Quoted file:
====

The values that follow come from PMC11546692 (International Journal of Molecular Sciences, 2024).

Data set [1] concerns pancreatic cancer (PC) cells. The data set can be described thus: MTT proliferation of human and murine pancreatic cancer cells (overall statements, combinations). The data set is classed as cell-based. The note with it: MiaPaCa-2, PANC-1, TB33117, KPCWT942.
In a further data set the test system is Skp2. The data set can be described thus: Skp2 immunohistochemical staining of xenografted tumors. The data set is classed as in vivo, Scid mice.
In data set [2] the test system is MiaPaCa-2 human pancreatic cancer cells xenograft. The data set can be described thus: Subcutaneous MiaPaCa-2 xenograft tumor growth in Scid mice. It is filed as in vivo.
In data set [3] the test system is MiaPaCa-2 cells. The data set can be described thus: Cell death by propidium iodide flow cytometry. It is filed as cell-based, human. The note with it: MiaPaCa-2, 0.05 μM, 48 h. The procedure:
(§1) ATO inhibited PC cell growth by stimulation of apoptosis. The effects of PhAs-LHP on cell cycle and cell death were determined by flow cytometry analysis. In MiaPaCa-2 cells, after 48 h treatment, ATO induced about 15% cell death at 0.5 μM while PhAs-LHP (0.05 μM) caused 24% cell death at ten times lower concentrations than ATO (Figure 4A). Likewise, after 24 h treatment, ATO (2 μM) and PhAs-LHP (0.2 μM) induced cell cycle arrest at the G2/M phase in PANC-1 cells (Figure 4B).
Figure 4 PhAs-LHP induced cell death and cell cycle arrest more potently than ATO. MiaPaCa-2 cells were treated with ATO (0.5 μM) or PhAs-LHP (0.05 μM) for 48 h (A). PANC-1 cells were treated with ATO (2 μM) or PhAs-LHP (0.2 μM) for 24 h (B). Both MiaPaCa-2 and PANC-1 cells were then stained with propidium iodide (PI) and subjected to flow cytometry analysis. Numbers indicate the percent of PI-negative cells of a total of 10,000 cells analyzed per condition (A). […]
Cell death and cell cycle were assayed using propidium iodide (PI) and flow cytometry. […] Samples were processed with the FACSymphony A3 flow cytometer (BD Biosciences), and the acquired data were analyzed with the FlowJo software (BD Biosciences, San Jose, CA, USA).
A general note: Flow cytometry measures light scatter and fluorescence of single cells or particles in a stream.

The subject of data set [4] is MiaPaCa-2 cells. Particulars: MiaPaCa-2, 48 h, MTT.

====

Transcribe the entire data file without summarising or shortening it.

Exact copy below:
The values that follow come from PMC11546692 (International Journal of Molecular Sciences, 2024).

Data set [1] concerns pancreatic cancer (PC) cells. The data set can be described thus: MTT proliferation of human and murine pancreatic cancer cells (overall statements, combinations). The data set is classed as cell-based. The note with it: MiaPaCa-2, PANC-1, TB33117, KPCWT942.
In a further data set the test system is Skp2. The data set can be described thus: Skp2 immunohistochemical staining of xenografted tumors. The data set is classed as in vivo, Scid mice.
In data set [2] the test system is MiaPaCa-2 human pancreatic cancer cells xenograft. The data set can be described thus: Subcutaneous MiaPaCa-2 xenograft tumor growth in Scid mice. It is filed as in vivo.
In data set [3] the test system is MiaPaCa-2 cells. The data set can be described thus: Cell death by propidium iodide flow cytometry. It is filed as cell-based, human. The note with it: MiaPaCa-2, 0.05 μM, 48 h. The procedure:
(§1) ATO inhibited PC cell growth by stimulation of apoptosis. The effects of PhAs-LHP on cell cycle and cell death were determined by flow cytometry analysis. In MiaPaCa-2 cells, after 48 h treatment, ATO induced about 15% cell death at 0.5 μM while PhAs-LHP (0.05 μM) caused 24% cell death at ten times lower concentrations than ATO (Figure 4A). Likewise, after 24 h treatment, ATO (2 μM) and PhAs-LHP (0.2 μM) induced cell cycle arrest at the G2/M phase in PANC-1 cells (Figure 4B).
Figure 4 PhAs-LHP induced cell death and cell cycle arrest more potently than ATO. MiaPaCa-2 cells were treated with ATO (0.5 μM) or PhAs-LHP (0.05 μM) for 48 h (A). PANC-1 cells were treated with ATO (2 μM) or PhAs-LHP (0.2 μM) for 24 h (B). Both MiaPaCa-2 and PANC-1 cells were then stained with propidium iodide (PI) and subjected to flow cytometry analysis. Numbers indicate the percent of PI-negative cells of a total of 10,000 cells analyzed per condition (A). […]
Cell death and cell cycle were assayed using propidium iodide (PI) and flow cytometry. […] Samples were processed with the FACSymphony A3 flow cytometer (BD Biosciences), and the acquired data were analyzed with the FlowJo software (BD Biosciences, San Jose, CA, USA).
A general note: Flow cytometry measures light scatter and fluorescence of single cells or particles in a stream.

The subject of data set [4] is MiaPaCa-2 cells. Particulars: MiaPaCa-2, 48 h, MTT.